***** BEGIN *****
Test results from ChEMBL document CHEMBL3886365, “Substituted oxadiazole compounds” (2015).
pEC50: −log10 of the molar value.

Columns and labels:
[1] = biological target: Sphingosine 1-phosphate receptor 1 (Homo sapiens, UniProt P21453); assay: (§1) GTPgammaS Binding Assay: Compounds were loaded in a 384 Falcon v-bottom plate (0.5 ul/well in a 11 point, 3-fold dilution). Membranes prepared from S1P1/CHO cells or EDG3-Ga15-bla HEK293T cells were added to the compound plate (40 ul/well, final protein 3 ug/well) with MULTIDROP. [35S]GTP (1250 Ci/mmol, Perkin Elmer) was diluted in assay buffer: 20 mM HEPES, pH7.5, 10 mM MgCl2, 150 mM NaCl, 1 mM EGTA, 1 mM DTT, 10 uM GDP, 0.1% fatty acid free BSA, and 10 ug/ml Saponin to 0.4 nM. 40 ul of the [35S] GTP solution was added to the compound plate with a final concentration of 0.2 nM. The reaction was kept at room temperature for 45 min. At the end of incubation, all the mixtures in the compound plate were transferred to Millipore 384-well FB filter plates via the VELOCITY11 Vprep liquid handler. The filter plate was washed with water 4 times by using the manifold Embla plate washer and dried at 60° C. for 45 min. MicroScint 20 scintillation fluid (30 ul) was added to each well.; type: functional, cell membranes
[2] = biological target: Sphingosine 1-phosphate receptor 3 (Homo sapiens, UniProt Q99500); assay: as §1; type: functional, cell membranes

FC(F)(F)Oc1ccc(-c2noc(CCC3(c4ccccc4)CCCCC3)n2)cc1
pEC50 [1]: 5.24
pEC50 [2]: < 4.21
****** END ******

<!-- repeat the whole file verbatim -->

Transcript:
Test results from ChEMBL document CHEMBL3886365, “Substituted oxadiazole compounds” (2015).
pEC50: −log10 of the molar value.

Columns and labels:
[1] = biological target: Sphingosine 1-phosphate receptor 1 (Homo sapiens, UniProt P21453); assay: (§1) GTPgammaS Binding Assay: Compounds were loaded in a 384 Falcon v-bottom plate (0.5 ul/well in a 11 point, 3-fold dilution). Membranes prepared from S1P1/CHO cells or EDG3-Ga15-bla HEK293T cells were added to the compound plate (40 ul/well, final protein 3 ug/well) with MULTIDROP. [35S]GTP (1250 Ci/mmol, Perkin Elmer) was diluted in assay buffer: 20 mM HEPES, pH7.5, 10 mM MgCl2, 150 mM NaCl, 1 mM EGTA, 1 mM DTT, 10 uM GDP, 0.1% fatty acid free BSA, and 10 ug/ml Saponin to 0.4 nM. 40 ul of the [35S] GTP solution was added to the compound plate with a final concentration of 0.2 nM. The reaction was kept at room temperature for 45 min. At the end of incubation, all the mixtures in the compound plate were transferred to Millipore 384-well FB filter plates via the VELOCITY11 Vprep liquid handler. The filter plate was washed with water 4 times by using the manifold Embla plate washer and dried at 60° C. for 45 min. MicroScint 20 scintillation fluid (30 ul) was added to each well.; type: functional, cell membranes
[2] = biological target: Sphingosine 1-phosphate receptor 3 (Homo sapiens, UniProt Q99500); assay: as §1; type: functional, cell membranes

FC(F)(F)Oc1ccc(-c2noc(CCC3(c4ccccc4)CCCCC3)n2)cc1
pEC50 [1]: 5.24
pEC50 [2]: < 4.21